Happy Friday All,
Some people have mentioned they're having trouble posting comments on here. I apologize. I don't know why that happens, but I know it happens on some other blogs. You can always email me your comments and I will post them for you if you find you can't post them here.
Now...drum roll please...today's an author interview day. I'd like you all to meet my friend and chaptermate, Cheri Jetton. Cheri has published "Sweet" Romances and a Romantic Suspense. She's also worked as an editor. I've read one of her Sweet Romances and her Romantic Suspense.
Me: Earlier this year you put out a Romantic Suspense entitled Crimson Snow. Can you tell us a little bit about what inspired the story?
Cheri: I think the setting spawned this one, Bethany. I was born and raised in California and have spent all but a couple of years of my adult life here in Houston. Very little snow in either place, but in 2001 I went to visit my brother on Sugar Island, MI and ended up spending the winter. It was awsome! By mid-winter the snow was hip deep. He and his wife keep bird feeders outside the breakfast room windows. A show unto itself. The pristine expanses of snow were marked only by little bird feet, rabbit tracks, and fox tracks. The trees sparkled under heavy pillows of snow that weighed down the branches.
It was all new to me and I savored every snowflake. Then, like a good writer I began to think, "what if...".
Me: Crimson Snow isn't the only novel you've published. Can you tell us about your other work and how it differs from Crimson Snow?
Cheri: My other three books are traditional (read, sweet) romances published by Avalon Books. Although "Texas Dawn" has a bit of suspense to it when someone starts harrasing the heroine, they wouldn't be considered mysteries, or even suspenses. "Blue Plate Special" and "Jessie and the Ranger" have no mystery at all, just men and women looking for love.
Me: You've done some editing as well as writing, what do you look for as an editor? What do you think makes a great novel?
Cheri: My editing job requires evaluating the manuscript for continuity, balance, and pesky writing errors. I take out redundant and repeated words, every "that" I possibly can, and trim overly verbose paragraphs. In short, I try to make the story more attention grabbing and readable.
Me: For Fun: What sort of movies do you enjoy?
Cheri: Romantic comedies, hands down!
Me: What advice do you have for aspiring authors?
Cheri: Study and pay attention! Nothing drives me battier when I'm working with a private client than to point out a problem, and find the author repeating that mistake again and again. If you can't learn from your mistakes, you aren't going to make it!
Keep it simple. Don't try so hard to impress with big words, long sentences, and unnatural dialog. Anytime you have the chance, attend workshops and take notes.
Me: What do you think is harder: Writing or editing? WHY?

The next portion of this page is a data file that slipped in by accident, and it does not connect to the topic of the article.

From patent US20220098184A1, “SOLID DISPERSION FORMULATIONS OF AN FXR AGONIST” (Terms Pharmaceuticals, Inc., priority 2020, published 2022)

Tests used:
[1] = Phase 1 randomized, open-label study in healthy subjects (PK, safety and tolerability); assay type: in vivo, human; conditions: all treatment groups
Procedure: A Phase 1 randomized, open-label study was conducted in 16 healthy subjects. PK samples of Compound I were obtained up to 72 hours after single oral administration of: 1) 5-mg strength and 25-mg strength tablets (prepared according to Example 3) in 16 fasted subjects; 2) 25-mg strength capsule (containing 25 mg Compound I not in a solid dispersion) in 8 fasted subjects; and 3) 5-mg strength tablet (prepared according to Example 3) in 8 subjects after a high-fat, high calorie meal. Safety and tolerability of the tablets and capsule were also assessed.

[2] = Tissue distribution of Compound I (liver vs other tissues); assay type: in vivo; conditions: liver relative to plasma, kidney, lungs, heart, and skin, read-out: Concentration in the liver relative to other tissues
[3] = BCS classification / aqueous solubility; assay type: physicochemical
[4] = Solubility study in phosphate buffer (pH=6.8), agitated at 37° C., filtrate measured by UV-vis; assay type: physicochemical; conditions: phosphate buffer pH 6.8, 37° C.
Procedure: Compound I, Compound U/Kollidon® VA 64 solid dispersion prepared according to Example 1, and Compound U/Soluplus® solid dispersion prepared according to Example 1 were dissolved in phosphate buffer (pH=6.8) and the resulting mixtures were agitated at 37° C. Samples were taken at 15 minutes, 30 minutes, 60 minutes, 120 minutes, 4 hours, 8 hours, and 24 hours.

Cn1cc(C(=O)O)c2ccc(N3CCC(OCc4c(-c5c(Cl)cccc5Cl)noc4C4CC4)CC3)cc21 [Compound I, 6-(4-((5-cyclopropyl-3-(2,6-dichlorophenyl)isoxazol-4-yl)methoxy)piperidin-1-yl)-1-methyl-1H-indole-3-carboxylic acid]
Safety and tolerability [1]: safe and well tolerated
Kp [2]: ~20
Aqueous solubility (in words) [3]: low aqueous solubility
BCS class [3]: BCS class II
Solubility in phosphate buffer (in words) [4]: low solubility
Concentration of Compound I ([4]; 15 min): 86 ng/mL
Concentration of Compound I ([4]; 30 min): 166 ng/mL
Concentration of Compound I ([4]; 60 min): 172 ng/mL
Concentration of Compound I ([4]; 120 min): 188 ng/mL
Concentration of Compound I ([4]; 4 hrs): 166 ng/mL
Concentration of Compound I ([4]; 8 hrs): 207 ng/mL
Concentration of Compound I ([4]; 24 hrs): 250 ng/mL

Cheri: At this stage of my life, writing is probably harder, because I can't give it the time I'd like. I work full time with the public and unfortunately, I'm a person who needs a couple of days to decompress before my muse can come out of hiding. By then, it's time to go back to work!
Editing has its own frustrations, to be sure, but I don't usually need to call on my creativity to edit.
Me: For fun: What's your favorite color?
Me: How do you feel about the options authors have in publishing nowadays as opposed to 10-20 years ago?
Cheri: I think they're awesome! It will be interesting to see where the self-published ebook trend takes the industry. I want to make a major point here, though. ONLY PUT UP YOUR BEST WORK!
Find an impartial critic to read your book. Listen to what they say. Maybe even show it to another one. These should be seasoned writers, with good publishing credits. If you go out there with weak, flawed writing, not only will you fail to win a following you'll weaken the market for everyone else who isn't Nora Roberts or Debbie Macomber.
The same is true if you go through an epublisher. Read some of the books they've published. Are they the same quality of stories you see in Harlequin, and the other print houses? If not, look elsewhere.
Me: What's some of the best experiences you've had as an author?
Cheri: LOL! I think the most special moment was when my youngest daughter called to tell me "Texas Dawn" kept her up all night. That is one of a writer's greatest accolades, and to have it come from your own child (who takes you for granted, right?) was just so special.
Me: Who are some authors you admire and WHY?
Cheri: I have the complete collection of Laveryle Spencer's books. I can't tell you why, I just love her writing. "Spring Fancy" had real emotional punch.
Me: Anything else you'd like to add?
Cheri: Um, if the man in your life needs a new suit, come see me?
Cheri Jetton's Crimson Snow is available on Kindle and Nook. You can find her other titles through Avalon Books / Amazon
Have A Fabulous Friday!